Can childhood sex education reduce risky sexual behaviour?

Parents have the primary role of educating their children about their sexuality. But cultural beliefs and taboos about sex can work strongly against their efforts.

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The World Health Organisation has marked significant improvements in some aspects of adolescent sexual and reproductive health. Young people are having their first sexual encounters at a later age and are more likely to use condoms. But HIV infections in this age group are not decreasing and sexually transmitted infections remain high.

The World Health Organisation defines an adolescent as a person between the ages of 10 and 19. Adolescents make up 22.3% of Nigeria’s population. The country is home to a third of all adolescents on the continent. This is why any study on how to prevent risky health behaviours is important for the country’s future health.

In Southeastern Nigeria alone, the prevalence of sexually transmitted infections among adolescents has been placed at 17%. In addition, 32.5% of all unsafe abortions in this region are among adolescents. The prevalence of sexually transmitted infection and HIV among adolescents in Nigerian universities is high. This is due to high-risk sexual behaviours like unprotected sexual intercourse and multiple sexual partners.

Research has shown that sex education can help address risky sexual behaviour. It can also reduce teenage pregnancies as well as sexually transmitted infections and HIV. Access to sex education gives young people the opportunity to learn about their sexuality, sexual activity, safe sex and sexual abstinence. The knowledge equips them to make sensible sexual decisions. But young people in Nigeria rarely have free access to information about their sexuality. As a result, most find answers from questionable sources, which exposes them to even greater risks.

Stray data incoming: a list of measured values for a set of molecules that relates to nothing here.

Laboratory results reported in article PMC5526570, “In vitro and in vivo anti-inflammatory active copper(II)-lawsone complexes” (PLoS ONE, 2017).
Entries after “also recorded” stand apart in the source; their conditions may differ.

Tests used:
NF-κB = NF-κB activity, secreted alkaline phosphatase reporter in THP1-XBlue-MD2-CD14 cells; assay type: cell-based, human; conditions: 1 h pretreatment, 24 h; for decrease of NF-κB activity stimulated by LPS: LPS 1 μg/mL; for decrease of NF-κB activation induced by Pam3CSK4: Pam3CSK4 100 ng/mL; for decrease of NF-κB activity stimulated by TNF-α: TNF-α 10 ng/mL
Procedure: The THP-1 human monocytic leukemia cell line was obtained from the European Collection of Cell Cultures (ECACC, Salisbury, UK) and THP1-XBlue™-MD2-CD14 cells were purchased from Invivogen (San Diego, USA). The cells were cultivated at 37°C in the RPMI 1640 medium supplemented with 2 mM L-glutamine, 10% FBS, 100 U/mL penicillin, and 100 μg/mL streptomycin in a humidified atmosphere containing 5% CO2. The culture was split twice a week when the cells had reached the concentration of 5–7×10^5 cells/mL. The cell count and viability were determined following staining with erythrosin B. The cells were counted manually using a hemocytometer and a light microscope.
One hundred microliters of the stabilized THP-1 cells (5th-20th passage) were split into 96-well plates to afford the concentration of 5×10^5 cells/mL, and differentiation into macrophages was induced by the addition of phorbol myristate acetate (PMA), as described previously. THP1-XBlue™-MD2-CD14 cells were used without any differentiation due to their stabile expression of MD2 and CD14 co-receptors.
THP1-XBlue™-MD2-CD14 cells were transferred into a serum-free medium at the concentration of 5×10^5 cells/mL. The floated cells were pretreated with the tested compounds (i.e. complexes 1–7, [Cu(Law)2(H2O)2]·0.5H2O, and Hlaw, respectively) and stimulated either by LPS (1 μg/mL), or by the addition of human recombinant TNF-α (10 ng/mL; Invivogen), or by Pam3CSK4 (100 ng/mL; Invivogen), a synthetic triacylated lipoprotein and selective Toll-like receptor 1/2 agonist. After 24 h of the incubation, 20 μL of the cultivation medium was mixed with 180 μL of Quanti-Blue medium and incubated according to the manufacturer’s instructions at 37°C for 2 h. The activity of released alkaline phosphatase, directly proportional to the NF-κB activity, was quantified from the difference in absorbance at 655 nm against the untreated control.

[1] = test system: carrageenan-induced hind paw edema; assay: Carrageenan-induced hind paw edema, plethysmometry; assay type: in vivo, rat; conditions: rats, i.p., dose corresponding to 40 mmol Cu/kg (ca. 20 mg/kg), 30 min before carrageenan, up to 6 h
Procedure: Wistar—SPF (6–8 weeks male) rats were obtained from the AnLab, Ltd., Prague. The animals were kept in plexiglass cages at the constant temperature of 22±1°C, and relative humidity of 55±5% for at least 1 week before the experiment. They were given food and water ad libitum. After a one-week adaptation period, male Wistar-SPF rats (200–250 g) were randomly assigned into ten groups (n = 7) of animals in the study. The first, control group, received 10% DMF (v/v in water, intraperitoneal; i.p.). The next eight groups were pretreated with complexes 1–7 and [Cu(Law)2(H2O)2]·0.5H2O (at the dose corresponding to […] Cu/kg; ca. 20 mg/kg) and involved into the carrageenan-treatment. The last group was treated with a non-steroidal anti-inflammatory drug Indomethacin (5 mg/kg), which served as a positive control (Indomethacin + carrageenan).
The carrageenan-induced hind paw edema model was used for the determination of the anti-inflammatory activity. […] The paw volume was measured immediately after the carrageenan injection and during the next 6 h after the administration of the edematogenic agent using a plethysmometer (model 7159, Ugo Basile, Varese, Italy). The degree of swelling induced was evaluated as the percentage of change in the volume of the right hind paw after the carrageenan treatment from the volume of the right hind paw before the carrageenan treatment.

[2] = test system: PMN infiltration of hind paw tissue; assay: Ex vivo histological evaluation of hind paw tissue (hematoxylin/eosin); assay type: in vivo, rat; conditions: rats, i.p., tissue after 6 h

Parents have the primary role of educating their children about their sexuality. But cultural beliefs and taboos about sex can work strongly against their efforts. Another challenge is that even when the subject is approached, emphasis is often on abstinence-only sex education.

We conducted a study among young undergraduates at four Nigerian universities. The aim was to find out what type of sex education they were exposed to in childhood and how that influenced their sexual behaviour as university students.

We found that the rate of risky sexual behaviour differed among adolescents based on the type of sex education they received in childhood. The more information they were given by their parents, the less risky behaviour they engaged in.

The views of adolescents

We conducted qualitative research that involved collecting data from 24 adolescent undergraduate students in four universities located in Southeastern Nigeria. The number of participants is considered appropriate for a study of this nature.

The participants were within the 16 – 19 years age range. We focused on adolescent undergraduates who were separated from their parents or guardian and were staying either on or off campus.

Often, this group has greater autonomy, which could mean more opportunity to engage in sexual activity.

Our data showed that most students who received abstinence-plus sex education reported consistent condom use, complete abstinence or one sexual partner.

We concluded from this that the fact that parents spoke to their children about contraceptives like condoms and the risks associated with multiple sexual partners was important for the child’s sexual experience as they grew older.

Our findings also showed unprotected sex and multiple sexual partners were much more prevalent among adolescents who were not exposed to quality sex education in early adolescence.

This was also true of adolescents whose parents were religious and authoritative and did not teach sex education during early adolescence. In addition, students who received abstinence-only sex education engaged in unprotected sex and multiple sexual partners.

Students raised in rural areas indulged in unprotected sex because of limited access to sex education during early adolescence.

These groups described the university as an environment to do most of what they were prevented from doing at home.

What to do

The important role of parents when it comes to sex education has been shown in a range of research around the world. But sex education must happen at an early age. In addition it must be comprehensive enough to cover knowledge on contraception, and the consequences of multiple sexual partners and sexual initiation at a young age.

Mothers, unlike fathers, are more available to educate their children about sex. But there is a need for both parents to see sex education as a joint activity and not the sole responsibility of mothers.

Programmes to improve the communication skills of parents should be organised. This has the potential to improve children’s sexual development.